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Esamurai
8/01/2016 3:10pm,
Hey guys,


I'm looking for some simple, straight to the point fitness / getting in shape advice.


I'm 37, 5.9, 202 pounds. I have not exercised in 9 years (I abruptly stopped kickboxing after over 10 years of serious practice and competing etc - work, job, life etc got in the way). Today just climbing a few flights of stairs gets me winded. So it's definitely time to get back on the healthy living train.


Went to my first ever BJJ class ever yesterday. 1h. Warm-up itself almost killed me, 2 minutes of rolling, or well trying to get off from under some dude, almost made me throw up. Never happened in my life before (I never understood ppl throwing up after hard workouts until today). Not that it's surprising ofc.


So here's the plan: 1h of begginers class of BJJ Tuesdays, Wendsdays and Sundays. I'll just stick to that for say 1 to 2 months, because I feel like my body will need time to recuperate between sessions. But pretty quickly I would like to incorporate some additional light workouts every other days, ideally that does not have to happen at a gym.


I have a super busy schedule, with little time to myself. So taking in account the laughable situation I'm in right now (can't get much more out of shape, no muscles whatsoever other than those needed to walk or lift a beer bottle, zero cardio), what would be you guys' recommendations for me at this point in terms of routine?

My goals: get in shape but avoid burnout as I do it, be in good enough shape to at leat enjoy a BJJ workout, oh and eat better.


Thanks!

Nutcracker, sweet
8/01/2016 3:18pm,
Sounds like you already enjoyed your first BJJ workout. Congrats, welcome to the club. I would say 3 months on that schedule and you'll be feeling right as rain. Personally, I would avoid back to back nights, in the beginning. If there's a Thursday class or Monday class where you could swap out your Wednesday or Tuesday, respectively, that would be better.

Find an off day to jog a mile, or jump rope for 20 minutes, to get your cardio up. Even once a week will help you a great deal. No gym required.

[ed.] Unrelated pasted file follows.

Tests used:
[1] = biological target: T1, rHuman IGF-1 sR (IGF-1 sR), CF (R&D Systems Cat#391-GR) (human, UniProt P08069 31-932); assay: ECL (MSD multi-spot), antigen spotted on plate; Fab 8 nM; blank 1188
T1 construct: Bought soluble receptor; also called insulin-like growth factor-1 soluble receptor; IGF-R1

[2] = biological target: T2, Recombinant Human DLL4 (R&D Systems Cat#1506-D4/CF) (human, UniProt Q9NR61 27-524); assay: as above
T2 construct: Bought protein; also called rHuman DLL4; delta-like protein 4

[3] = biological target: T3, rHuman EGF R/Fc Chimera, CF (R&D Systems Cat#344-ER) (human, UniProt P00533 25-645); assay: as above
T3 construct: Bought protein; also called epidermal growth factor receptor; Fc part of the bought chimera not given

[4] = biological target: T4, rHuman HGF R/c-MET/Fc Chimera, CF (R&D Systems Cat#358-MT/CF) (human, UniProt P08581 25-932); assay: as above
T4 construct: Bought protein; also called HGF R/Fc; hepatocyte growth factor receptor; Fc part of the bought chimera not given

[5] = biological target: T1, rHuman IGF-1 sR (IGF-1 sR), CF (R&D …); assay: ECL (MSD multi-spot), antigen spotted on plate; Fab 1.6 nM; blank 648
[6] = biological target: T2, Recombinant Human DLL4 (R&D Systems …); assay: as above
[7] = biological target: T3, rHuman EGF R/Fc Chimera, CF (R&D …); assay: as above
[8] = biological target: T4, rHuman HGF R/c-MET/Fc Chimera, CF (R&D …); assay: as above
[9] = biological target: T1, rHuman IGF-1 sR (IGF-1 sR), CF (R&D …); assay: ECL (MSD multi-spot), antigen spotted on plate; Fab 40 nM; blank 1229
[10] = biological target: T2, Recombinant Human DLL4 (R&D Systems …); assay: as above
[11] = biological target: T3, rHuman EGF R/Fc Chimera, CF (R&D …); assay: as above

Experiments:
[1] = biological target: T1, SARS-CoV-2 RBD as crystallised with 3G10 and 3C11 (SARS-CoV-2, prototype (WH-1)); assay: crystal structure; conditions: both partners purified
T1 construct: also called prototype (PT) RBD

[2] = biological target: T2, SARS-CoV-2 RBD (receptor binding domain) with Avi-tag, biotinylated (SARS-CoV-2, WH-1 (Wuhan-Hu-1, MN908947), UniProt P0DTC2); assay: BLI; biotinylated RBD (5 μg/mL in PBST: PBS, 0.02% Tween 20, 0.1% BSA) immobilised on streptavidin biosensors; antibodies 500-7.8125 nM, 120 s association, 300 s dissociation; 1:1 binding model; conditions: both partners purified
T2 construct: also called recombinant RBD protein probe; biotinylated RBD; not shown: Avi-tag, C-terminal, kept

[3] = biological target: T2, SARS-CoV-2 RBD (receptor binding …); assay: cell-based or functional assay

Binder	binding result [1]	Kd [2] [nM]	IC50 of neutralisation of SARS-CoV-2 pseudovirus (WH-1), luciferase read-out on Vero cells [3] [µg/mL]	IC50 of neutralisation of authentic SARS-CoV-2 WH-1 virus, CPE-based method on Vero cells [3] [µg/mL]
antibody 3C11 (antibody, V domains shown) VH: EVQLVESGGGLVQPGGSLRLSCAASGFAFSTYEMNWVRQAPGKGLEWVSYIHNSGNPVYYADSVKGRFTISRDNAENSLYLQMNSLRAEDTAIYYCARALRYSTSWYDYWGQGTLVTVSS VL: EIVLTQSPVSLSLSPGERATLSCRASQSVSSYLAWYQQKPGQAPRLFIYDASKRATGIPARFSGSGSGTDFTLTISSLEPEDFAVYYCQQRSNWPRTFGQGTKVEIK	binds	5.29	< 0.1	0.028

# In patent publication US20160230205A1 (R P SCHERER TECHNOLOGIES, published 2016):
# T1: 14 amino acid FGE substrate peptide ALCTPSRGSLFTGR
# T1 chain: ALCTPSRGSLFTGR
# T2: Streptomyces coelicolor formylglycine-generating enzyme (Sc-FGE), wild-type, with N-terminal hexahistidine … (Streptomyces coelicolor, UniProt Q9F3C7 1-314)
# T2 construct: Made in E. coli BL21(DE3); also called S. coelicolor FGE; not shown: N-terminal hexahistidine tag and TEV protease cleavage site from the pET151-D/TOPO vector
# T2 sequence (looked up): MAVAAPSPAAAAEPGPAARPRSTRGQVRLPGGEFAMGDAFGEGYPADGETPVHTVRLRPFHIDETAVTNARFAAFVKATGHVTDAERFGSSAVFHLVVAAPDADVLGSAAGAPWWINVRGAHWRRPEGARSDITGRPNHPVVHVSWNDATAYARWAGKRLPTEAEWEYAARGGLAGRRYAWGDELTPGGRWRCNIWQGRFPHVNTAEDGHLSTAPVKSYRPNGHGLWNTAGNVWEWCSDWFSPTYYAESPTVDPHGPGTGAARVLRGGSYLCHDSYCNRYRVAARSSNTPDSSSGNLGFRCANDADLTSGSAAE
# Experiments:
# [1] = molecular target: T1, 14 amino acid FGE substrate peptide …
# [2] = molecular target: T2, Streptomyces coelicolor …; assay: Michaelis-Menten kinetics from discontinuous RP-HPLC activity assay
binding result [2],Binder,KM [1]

DCS
8/01/2016 3:21pm,
So here's the plan: 1h of begginers class of BJJ Tuesdays, Wendsdays and Sundays. I'll just stick to that for say 1 to 2 months, because I feel like my body will need time to recuperate between sessions. But pretty quickly I would like to incorporate some additional light workouts every other days, ideally that does not have to happen at a gym.

This can be done at home, no equipment nor lots of space required:


https://www.youtube.com/watch?v=LOOkQTWy-YA

Streetcat
8/01/2016 5:06pm,
Sounds like you already enjoyed your first BJJ workout. Congrats, welcome to the club. I would say 3 months on that schedule and you'll be feeling right as rain. Personally, I would avoid back to back nights, in the beginning. If there's a Thursday class or Monday class where you could swap out your Wednesday or Tuesday, respectively, that would be better.

Find an off day to jog a mile, or jump rope for 20 minutes, to get your cardio up. Even once a week will help you a great deal. No gym required.

I like what he said...You might try just walking before you jog and increase the distance over time.

Also, I once read a book called "Heavy Hands" which advised walking with weights. You can do many basic weight lifting exercises while walking. I recommend solid dumbells... I gotta lot of strange looks using the adjustable bells lol.

After a little you could resume your basic boxer's workout.

I would keep it simple.

Good Luck.

goodlun
8/01/2016 7:33pm,
After a few months of BJJ 3x a week you might be up for strong lifts.
http://stronglifts.com/
For cardio Wind Sprints are you best friend.
The other option if it is an option is to get more BJJ in.
I will be 37 this month and am of similar height and Weight.
I have been back to BJJ for 3 or 4 weeks now, the warm up still kills me some but I can usually make it through a few 5 minute rolls without dying now.
I would also consider.
Planking every day will help as well.
Might also want to consider this.
http://www.gauntletcrossfit.com/wp-content/uploads/2015/08/1137579PUsh.png

Esamurai
8/02/2016 2:09pm,
Thanks for the input everyone, much appreciated.

I messed up in my original post, beginners training are Tuesday Thursday and Sunday, so no back to back days which is good.

Regarding running (or walking to start... ugh I'm that guy now!) or skipping rope, on my to do list for sure. Not so sure about heavy hands though :) I'm kind of self conscious when I run heh